Packed In: New multi-family housing could take a while; here’s how it will work

SPOKANE, Wash. — On Monday night, the Spokane City Council approved an ordinance that allows for more multi-family homes in neighborhoods. However, it’s not a quick fix.

The city needs more than 30,000 homes to meet the demands it’s seeing right now, according to the Spokane Home Builders Association.

“I think that we’re excited, and so we’re wanting to celebrate,” said Jennifer Thomas, the government affairs and public relations director for  Spokane Home Builders Association. “And today we’re a little bit exuberant but really part of me does think, is it too little too late?”

While the city now allows duplexes, triplexes, and quadplexes to be built in neighborhoods, builders and developers say more needs to be done.

“I feel like all of the right restrictions were put in order to give this the best opportunity for success as possible, but it’s going to still be an uphill battle,” Thomas said.

Both Thomas and Jim Frank, the founder of GreenStone Corporation, say it will take time to see the impacts of the one-year pilot program.

“You have to be patient. One year is not enough time to see dramatic change in the number of houses being built. But it’s starting a process of very important change that will eventually lead to really positive results,” Frank said.

Frank says he’s been waiting for this zoning change, knowing it will allow more flexible building options as he worked on developing Kendall Yards.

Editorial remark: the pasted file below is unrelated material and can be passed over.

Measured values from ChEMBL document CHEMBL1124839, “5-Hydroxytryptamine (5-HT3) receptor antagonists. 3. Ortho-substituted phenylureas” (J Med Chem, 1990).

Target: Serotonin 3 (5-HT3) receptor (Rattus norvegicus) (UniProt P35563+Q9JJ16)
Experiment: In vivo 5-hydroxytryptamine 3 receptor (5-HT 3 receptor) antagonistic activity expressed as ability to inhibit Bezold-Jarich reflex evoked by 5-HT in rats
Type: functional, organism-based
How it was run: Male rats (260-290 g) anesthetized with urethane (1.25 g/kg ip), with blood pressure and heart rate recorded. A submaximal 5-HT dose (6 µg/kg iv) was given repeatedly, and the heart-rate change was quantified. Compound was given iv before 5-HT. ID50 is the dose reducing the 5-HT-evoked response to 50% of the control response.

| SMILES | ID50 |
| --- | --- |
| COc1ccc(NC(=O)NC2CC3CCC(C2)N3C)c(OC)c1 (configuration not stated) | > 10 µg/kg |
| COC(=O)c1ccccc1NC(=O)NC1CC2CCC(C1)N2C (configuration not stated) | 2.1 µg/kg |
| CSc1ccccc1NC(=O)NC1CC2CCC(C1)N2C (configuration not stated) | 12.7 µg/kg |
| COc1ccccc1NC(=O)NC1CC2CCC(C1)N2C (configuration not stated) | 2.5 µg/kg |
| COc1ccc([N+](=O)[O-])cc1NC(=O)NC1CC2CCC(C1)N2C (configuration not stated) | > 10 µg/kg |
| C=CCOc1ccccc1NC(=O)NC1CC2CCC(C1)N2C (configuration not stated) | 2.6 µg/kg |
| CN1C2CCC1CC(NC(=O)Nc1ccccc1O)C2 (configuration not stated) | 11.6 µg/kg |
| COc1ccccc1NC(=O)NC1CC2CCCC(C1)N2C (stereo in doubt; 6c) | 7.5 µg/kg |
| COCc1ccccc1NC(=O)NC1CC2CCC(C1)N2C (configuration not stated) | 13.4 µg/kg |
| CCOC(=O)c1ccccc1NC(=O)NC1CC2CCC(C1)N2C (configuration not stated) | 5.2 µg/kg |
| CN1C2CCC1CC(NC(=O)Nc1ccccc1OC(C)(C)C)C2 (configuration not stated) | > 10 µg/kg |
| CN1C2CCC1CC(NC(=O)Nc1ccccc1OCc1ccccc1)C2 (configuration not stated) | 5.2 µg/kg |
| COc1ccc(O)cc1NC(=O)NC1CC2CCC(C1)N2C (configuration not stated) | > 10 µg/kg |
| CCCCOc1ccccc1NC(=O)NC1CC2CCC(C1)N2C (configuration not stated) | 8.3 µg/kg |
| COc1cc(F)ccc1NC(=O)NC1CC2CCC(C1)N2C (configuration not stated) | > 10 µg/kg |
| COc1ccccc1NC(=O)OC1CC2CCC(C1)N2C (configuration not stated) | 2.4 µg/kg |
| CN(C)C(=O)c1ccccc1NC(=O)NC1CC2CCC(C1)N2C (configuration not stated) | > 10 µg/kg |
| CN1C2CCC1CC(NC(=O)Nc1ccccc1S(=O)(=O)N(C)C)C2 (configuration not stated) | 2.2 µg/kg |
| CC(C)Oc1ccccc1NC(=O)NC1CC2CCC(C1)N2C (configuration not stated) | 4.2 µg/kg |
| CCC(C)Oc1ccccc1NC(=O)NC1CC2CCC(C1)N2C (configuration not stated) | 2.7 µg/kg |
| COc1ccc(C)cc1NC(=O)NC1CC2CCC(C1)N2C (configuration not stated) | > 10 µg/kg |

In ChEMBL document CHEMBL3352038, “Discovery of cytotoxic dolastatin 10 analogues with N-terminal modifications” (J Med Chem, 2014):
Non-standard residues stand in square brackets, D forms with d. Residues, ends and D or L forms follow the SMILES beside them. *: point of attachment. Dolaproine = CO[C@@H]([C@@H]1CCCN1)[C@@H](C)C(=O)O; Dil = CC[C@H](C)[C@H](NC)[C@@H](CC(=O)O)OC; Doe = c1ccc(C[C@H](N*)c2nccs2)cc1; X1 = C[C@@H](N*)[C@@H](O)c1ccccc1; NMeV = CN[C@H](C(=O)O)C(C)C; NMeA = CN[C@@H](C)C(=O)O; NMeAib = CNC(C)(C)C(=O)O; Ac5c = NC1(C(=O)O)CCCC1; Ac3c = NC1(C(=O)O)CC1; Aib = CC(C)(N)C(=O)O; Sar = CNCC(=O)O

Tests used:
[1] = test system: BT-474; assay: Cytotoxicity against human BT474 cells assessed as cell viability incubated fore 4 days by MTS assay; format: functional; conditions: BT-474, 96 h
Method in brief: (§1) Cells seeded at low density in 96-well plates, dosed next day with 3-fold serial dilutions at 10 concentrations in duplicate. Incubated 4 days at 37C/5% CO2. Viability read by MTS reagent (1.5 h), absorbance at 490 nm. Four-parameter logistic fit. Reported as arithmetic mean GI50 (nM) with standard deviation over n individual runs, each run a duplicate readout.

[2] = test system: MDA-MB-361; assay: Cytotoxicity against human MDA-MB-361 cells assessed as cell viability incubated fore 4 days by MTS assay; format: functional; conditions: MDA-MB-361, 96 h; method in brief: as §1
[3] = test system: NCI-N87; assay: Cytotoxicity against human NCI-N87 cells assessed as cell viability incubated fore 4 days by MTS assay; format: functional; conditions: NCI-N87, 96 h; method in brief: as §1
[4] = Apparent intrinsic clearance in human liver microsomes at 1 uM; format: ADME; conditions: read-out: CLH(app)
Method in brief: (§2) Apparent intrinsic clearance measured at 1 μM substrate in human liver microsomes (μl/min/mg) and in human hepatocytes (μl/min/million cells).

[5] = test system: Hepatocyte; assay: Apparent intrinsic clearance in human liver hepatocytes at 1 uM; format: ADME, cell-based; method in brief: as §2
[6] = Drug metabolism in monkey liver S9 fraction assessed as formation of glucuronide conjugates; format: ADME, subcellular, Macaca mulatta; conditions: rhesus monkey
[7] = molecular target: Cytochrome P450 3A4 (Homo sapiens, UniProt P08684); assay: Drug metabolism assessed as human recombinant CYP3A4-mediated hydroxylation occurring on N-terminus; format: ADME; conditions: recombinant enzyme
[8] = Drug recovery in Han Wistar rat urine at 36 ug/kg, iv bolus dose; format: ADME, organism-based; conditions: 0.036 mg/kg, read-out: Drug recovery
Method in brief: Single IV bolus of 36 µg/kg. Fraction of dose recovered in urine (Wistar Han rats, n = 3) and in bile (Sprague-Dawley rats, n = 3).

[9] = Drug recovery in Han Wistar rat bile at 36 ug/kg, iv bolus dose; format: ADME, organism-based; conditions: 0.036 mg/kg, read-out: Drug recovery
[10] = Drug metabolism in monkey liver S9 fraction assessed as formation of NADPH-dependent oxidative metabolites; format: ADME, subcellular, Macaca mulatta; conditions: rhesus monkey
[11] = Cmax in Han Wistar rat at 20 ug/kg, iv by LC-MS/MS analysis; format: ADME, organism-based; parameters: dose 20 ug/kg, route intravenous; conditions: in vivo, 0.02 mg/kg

He says it takes weeks or even months for the permitting process, then months after that to build, if everything even goes according to plan. Some home builders are still seeing supply chain issues.

“This is just the beginning in finding the right solutions for this housing crisis,” Thomas said.

The city hopes it will see an influx of permits, which builders can submit for the next year for these types of homes, and even build after that if all the paperwork is approved.

The city says it’s a one-year program because of a Washington State law, however, city council can extend it if needed.

Gardner expects there to be a rise in permit levels, but not “cataclysmic change” in how the city will do business.

“Where we see new construction is likely to be vacant lots where we already have that infrastructure and where an owner has either been waiting for the right opportunity or the owner is looking to sell to somebody,” said Spencer Gardner, planning director for the city of Spokane.

Thomas says developers may not want to build these multi-family homes in neighborhoods. She says builders like to buy chunks of land and develop, rather than finding only a few spaces to build.

“It’s like lot-by-lot versus being able to buy a chunk of land and develop it with missing middle or mixed-use type homes,” Thomas said. “So, that complicates it a little because it’s almost like it’s just one-offs instead of a big project that would have 50 homes or something like that.”

Gardner says he’s heard from a wide range of people interested in building multi-family homes in neighborhoods.

“It’s not just large developers but also smaller outfits and nonprofits that have been looking at doing this kind of thing,” he added.

There will be updates throughout the year about how the process is going. Gardner says there will be multiple things they’re looking into as they work through the program.

“Are there neighborhoods where there’s a disproportionate impact? Are there neighborhoods where we’re seeing displacement pressure? For example, from existing residents? This pilot gives us an opportunity to evaluate that, and then as we make permanent changes in the code, we can be aware of some of those challenges,” Gardner said.

A hearing update is scheduled for September 12, to update how the program is going. Gardner believes there won’t be projects on the ground, but the city possibly will have initial permits to report on and learn from any problems that may come up.

RELATED: Spokane City Council approves ordinance to add more multi-family housing